SOHO — Renovations to a small, crumbling park in SoHo may finally be on the horizon, after years of delays.
The Parks Department and the Department of Environmental Protection, which had been battling over the designs for Father Fagan Park, on Sixth Avenue just south of Prince Street, have reached an agreement that will allow work to move forward, a Parks spokeswoman told DNAinfo New York.
The city will unveil the new designs for the park at a Community Board 2 meeting on Wednesday night, the spokeswoman said.
The tiny park received $1.5 million from the City Council four years ago, to plant new trees and replace dead and dying ones, repave the sidewalk, improve lighting, plant flowers and make other changes.
But work stalled after the DEP vetoed the preliminary design plan two years ago, based on concerns about accessing underground utilities beneath the park, including water mains, Tom Adams, a senior project manager at the Parks Department, told Community Board 2's parks committee last week.
The project could not proceed without the DEP's signoff, Adams said, so it has been stuck in limbo for years.
DEP did not respond to repeated requests for comment.
Frustrated residents had urged Parks and DEP to resolve their longstanding dispute after Adams spoke about it at last week's CB2 meeting.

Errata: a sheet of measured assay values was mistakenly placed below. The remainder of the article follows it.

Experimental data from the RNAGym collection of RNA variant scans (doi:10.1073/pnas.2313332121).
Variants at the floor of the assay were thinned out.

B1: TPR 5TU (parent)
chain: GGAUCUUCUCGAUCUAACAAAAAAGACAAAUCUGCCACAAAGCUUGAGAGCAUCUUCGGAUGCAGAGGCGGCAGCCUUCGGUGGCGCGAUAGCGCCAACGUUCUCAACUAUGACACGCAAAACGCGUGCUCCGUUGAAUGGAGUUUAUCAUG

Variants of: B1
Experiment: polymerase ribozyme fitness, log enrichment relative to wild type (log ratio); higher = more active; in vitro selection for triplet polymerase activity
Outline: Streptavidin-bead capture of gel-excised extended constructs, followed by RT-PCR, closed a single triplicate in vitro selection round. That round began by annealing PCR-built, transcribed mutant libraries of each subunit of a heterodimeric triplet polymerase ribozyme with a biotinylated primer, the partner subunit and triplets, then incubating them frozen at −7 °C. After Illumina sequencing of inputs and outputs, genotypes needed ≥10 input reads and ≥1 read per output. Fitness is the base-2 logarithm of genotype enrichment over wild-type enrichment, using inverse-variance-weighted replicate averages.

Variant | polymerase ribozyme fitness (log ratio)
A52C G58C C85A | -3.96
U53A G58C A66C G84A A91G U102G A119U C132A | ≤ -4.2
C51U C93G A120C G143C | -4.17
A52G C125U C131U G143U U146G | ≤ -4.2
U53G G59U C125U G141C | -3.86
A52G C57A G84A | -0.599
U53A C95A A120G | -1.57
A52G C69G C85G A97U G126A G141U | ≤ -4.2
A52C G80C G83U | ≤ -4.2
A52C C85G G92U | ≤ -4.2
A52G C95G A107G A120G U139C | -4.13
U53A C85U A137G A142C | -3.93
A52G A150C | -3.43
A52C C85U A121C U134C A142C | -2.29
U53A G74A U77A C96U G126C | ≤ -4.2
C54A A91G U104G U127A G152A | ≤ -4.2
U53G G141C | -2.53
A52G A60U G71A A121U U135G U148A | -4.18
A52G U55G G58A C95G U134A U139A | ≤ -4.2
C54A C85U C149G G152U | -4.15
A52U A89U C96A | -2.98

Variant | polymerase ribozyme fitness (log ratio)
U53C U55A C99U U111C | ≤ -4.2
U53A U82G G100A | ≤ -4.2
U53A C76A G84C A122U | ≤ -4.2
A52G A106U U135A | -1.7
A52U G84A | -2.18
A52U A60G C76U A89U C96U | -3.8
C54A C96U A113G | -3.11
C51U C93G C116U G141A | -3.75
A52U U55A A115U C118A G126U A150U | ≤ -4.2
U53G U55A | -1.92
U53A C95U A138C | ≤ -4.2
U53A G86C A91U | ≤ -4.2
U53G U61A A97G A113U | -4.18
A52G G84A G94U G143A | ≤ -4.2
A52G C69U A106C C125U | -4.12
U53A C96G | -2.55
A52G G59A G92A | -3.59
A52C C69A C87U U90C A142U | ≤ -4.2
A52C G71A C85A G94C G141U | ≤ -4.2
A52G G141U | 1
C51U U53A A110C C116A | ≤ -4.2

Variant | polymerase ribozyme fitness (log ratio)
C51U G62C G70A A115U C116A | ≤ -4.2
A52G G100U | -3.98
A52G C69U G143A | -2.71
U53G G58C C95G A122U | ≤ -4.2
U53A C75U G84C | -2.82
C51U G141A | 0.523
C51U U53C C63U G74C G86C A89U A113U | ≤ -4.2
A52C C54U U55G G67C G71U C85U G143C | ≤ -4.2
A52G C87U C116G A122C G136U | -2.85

Father Fagan Park, named for a local priest who died after running into a burning church to save two clergymen trapped in the rectory, is currently a small, empty triangle edged with plain wooden benches. A handful of green, rusted garbage cans and a cement drinking fountain are its only amenities. The spindly trees in the park are all either dead or dying, locals say, including three dedicated to firefighters from a local firehouse who burned to death responding to a nearby blaze in 1994.
But locals, including Charlton Street Block Association president Richard Blodgett, remember it as “a nice little park,” and see its potential to be better.
“It used to be, years ago, all the old Italian ladies would sit there. They’re all dead and gone now so it’s become a very different park, but it’s well-used,” said Blodgett, who has pushed for the park's renovation for the past four years.
Residents have also been frustrated with slow progress on other Parks Department renovation projects in the area: DeSalvio Playground in Nolita, Little Red Square at Bleecker Street and Sixth Avenue, and the renovation of the bathrooms at Seravalli Playground on Horatio Street.
Bergman noted Comptroller Scott Stringer’s recent report that found the Parks Department achieves less than a quarter of the projects it sets out to do.
“So it seems we are not alone,” Bergman said. “The Council should be concerned that the funding it has provided for needed improvements is not being spent.”
The Parks Department spokeswoman said the agency has been taking steps to “streamline” and “innovate" since Commissioner Mitchell Silver was appointed last May, including hiring 55 new employees “to help expedite projects.”
The spokeswoman added that DeSalvio Playground is in the final design stage, a design consultant has been selected for Seravalli Playground and final details are being worked out to complete the design for Little Red Square.
Parks will present those details to CB2 next month, the spokeswoman said, and then to the Landmarks Preservation Commission.
Once Parks and DEP agree on a plan for Father Fagan Park, and the community board signs off on it, the design will go before the city's Public Design Commission.